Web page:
This is where our India operations come into play. Here, we focus mostly on communities. We call our Indian solution a community bridge, one that connects doctors and the people, not patients. Our process in schools, for instance, begins with screening by non-invasive, safe methods. Once we collect this data from the entire set of students, we try and identify the issues to decide on the methodology necessary to provide continued healthcare. Hence, doctoral visits needn’t be episodic, while ensuring that the entire record-keeping process is centralized. These records are multi-faceted with various extensive categorizations. It is also multi-dimensional, primarily concerning age and time. It allows us to create “role models”, which is an ideal perspective against which every child is bench-marked to understand the gaps better. S10 is also able to classify them into 3 categories, high-risk, moderate-risk and low-risk with respect to the continuity of monitoring them, in that order. We have thus, seen extensive transformations in these children over a period of time. They’re able to share their issues with people in these clinics on campus and I think that is an indicator of how much of an impact we’ve been able to have. We’ve begun extending this framework to the corporate sector now. But the intention is clear, accessibility ensures that with age, these children can develop much better as individuals.
Q. How does S10 Healthcare look at the matter of compliance with Privacy and Data Protection Laws, which is the need of the hour in the digital healthcare industry?
I believe that data privacy and trust is an extremely important element in healthcare. The data in question is deeply personal and can provide tons of information. We, at S10, are highly focused on this matter in compliance with GDPR norms and any aggregation of data is de-identified. The aggregation itself occurs with the consent of the patients. As service providers, we’re only allowed to use the data to provide value for the patient. The government has to take the lead and ensure that the Personality Data Protection Bill is cleared and that by extension, ensure that the patient feels more secure about his/her data. This will certainly rebuild their trust in the system.
Q. At what level do you interact with other industries that feed in and out of the healthcare sector, say the pharmaceutical industry?
At this point, we do not have any interaction with the pharmaceutical industry. Our data may prove to be useful for them, but that’s a different aspect. We’re primarily focused on understanding the life cycle of a person. There are several categories of people in this regard, those who are unaware, those are aware but do not take any valid course of action, those are aware and try to take some course of action, those who are aware and do take some course of action and lastly, those who are aware and not only take meaningful steps, but also see due results. The pharmaceutical companies that you spoke of are merely supporting elements in this cycle. We’re not driven by them in any way, given the amount of skepticism in people about such companies and so we tap into them only when the need arises.
Q. How much support do you receive from the government, considering how much they also seem to emphasize on record keeping in the healthcare sector?
The concept of partnering with the government in this sector is huge. The idea of smart cities includes the concept of healthcare. While one aspect relates to the individual, the other relates to the environmental conditions. We want the government to work on the privacy and data laws with extensive clarity on data sharing and partnerships. We’re also working with institutes like the IIT’s on creating inter-operable, well-being alliances. We call them well-being alliances simply because it has to do more with how people are kept well rather than kept sick. It’s also necessary for it to be inter-operable because although data collection is done in different forms, we need to understand how they can be worked on jointly. This is where the concept of blockchain technology becomes an area of focus. That said, we are in discussions with the central and the state governments regarding how we can be involved in the smart city projects that are coming up and how the information that they have can be accessed by us in an effort to improve people’s lives.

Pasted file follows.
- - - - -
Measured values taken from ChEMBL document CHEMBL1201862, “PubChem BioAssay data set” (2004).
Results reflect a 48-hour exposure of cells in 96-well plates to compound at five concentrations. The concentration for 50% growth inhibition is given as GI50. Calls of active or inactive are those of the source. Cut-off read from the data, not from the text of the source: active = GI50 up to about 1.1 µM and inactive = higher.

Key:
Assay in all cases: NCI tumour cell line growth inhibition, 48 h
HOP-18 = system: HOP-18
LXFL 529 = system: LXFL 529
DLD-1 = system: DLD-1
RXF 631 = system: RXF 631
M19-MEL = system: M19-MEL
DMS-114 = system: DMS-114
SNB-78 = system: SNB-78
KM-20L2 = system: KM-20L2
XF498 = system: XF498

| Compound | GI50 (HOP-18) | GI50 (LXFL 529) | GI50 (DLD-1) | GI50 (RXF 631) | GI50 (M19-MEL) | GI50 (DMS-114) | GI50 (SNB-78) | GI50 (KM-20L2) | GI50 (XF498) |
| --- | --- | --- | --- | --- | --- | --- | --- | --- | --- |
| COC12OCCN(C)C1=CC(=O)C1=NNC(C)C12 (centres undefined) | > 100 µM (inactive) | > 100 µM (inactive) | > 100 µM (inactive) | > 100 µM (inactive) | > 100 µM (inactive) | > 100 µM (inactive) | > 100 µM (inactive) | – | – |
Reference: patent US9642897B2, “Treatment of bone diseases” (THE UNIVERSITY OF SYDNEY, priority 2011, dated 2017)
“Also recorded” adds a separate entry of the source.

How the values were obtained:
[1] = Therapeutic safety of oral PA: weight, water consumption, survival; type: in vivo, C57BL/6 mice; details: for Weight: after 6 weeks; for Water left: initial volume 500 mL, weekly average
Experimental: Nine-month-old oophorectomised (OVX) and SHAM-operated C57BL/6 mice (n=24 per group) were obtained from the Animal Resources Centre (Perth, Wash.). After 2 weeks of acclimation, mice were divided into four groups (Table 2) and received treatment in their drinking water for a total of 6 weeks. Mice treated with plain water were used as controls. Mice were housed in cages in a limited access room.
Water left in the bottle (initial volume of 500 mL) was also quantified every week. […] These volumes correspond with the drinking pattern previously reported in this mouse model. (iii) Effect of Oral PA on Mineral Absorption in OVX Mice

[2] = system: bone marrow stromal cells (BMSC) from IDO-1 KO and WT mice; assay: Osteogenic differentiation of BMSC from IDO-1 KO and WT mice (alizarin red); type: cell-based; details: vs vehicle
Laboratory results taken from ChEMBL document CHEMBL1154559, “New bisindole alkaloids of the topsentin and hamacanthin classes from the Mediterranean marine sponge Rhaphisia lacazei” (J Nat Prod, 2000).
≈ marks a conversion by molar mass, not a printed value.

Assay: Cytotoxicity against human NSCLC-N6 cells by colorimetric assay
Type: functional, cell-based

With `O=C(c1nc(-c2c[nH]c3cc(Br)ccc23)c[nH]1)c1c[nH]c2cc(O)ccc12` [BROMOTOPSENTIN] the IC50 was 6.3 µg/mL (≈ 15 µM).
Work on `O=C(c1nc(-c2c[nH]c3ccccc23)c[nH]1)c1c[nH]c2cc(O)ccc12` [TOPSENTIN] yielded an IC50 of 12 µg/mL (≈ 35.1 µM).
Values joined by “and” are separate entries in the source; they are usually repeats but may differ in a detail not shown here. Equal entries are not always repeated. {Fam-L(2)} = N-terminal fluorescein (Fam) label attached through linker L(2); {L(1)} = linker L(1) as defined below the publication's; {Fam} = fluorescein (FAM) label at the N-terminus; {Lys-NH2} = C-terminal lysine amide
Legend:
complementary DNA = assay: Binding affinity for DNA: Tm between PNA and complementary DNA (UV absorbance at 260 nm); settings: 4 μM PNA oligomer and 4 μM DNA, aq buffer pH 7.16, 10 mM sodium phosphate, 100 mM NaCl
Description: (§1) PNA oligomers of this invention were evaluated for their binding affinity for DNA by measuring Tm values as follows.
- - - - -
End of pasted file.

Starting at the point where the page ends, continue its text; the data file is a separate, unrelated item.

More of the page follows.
Q. Since you mentioned blockchain, would S10 enter the technology space to build things according to your requirement?
S10 will certainly be a part of the technology loop where essential but I do not see us necessarily owning the chain. We’d be happy to see the alliance own the chain, possibly the government. But it necessarily has to be a neutral party that does so, because this is a long term, sustainable model and so, it should be on the companies to some extent. The Tamil Nadu government is taking some initiatives in this regard. We’ve specifically been asking the IITs to take the lead and work on the technology aspect so that we can all be a part of it
Q. On a concluding note, what does the future hold for S10?
We believe that the entire process of healthcare constitutes a behavioural change, which requires a very unique and different framework. We may work with a person and convince them to amend their behaviour but whether or not it will have a lasting impact is a question that will take some answering. I don’t specifically know what the future holds for us. We seek to improve the lives of millions of people and that is our focus. We’ve invested a fair bit of time in recent years on research and development to understand people’s behaviour. Recently, we opened a studio in Chennai that works in this regard and our understanding of the factors that impact their lives has grown immensely.
We’d like to thank Mr Sridharan Sivan for taking valuable time from his schedule to share his thoughts with us and we’d also like to thank the organizing team of E-Next for making this interview possible.
You’ll find me in a reality in which I believe I can do anything I put my mind to.